Senate Leadership Blocks Up-Or-Down Vote On Corker Tariff Amendment

Remigio Civitarese
Giugno 13, 2018

We might upset the president of the United States before the midterms, so, gosh, we can't vote on the Corker amendment because we're taking - rightly so - the responsibility we have to deal with tariffs and revenues.

Corker said he'd talked with the president about the amendment, who tried to persuade him not to pursue it. Republicans across the board have expressed concern about the Trump administration's recently-announced tariffs, but few of them are willing to potentially undercut the president. "You know, I think about the things that we generally speaking have stood for. sort of where the Republican Party has been traditionally and were it is today is quite divergent", Corker told reporters. We can't do that because we'd be upsetting the president, the president of the United States.

Its backers had hoped for a Senate vote as soon as this week by including the legislation as an amendment to the National Defense Authorization Act for 2019, or NDAA, a sweeping defense policy bill that Congress passes every year.

Corker offered the amendment in response to Trump's recent decision to impose a 25 percent tariff on steel and a 10 percent tariff on aluminum imports, even from US allies, arguing they are needed for national security.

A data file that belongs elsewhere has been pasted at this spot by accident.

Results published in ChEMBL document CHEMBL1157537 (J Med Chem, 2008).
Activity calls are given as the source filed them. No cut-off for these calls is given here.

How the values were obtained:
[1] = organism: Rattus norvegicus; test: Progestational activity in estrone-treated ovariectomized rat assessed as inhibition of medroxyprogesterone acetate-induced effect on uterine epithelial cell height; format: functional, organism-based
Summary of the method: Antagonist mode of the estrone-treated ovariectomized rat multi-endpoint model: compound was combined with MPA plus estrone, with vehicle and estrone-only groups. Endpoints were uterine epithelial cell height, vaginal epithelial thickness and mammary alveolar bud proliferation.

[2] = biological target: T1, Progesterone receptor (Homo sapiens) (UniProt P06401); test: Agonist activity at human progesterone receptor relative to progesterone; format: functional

Corker last week was told that his amendment may have a so-called "blue slip" issue should it reach the House of Representatives, a technical issue that requires revenue-related legislation to originate in the House.

Corker is offering his tariff proposal as an amendment to the National Defense Authorization Act (NDAA), which the Senate is now debating and could approve later this week.

Inhofe said he wants to see Corker's legislation advance in some other way, but that seems unlikely. "The president might get upset with us as United States senators if we vote on the Corker amendment so we're going to do everything we can to block it". "Absolutely because it's all about the next election, right?" said Corker, who is retiring after 2018. Corker exclaimed. "I would bet that 95 percent of the people on this side of the aisle support, intellectually, this amendment". And a lot of them would vote for it if it came to a vote. 'Gosh, we might poke the bear, ' is the language I've been hearing in the hallways If people don't like it, they can vote up or down. Lindsey Graham of SC said it was unlikely there would be amendment votes and placed the blame squarely on Sen. Graham called the amendment "ill-conceived". "We're not going to give it up".

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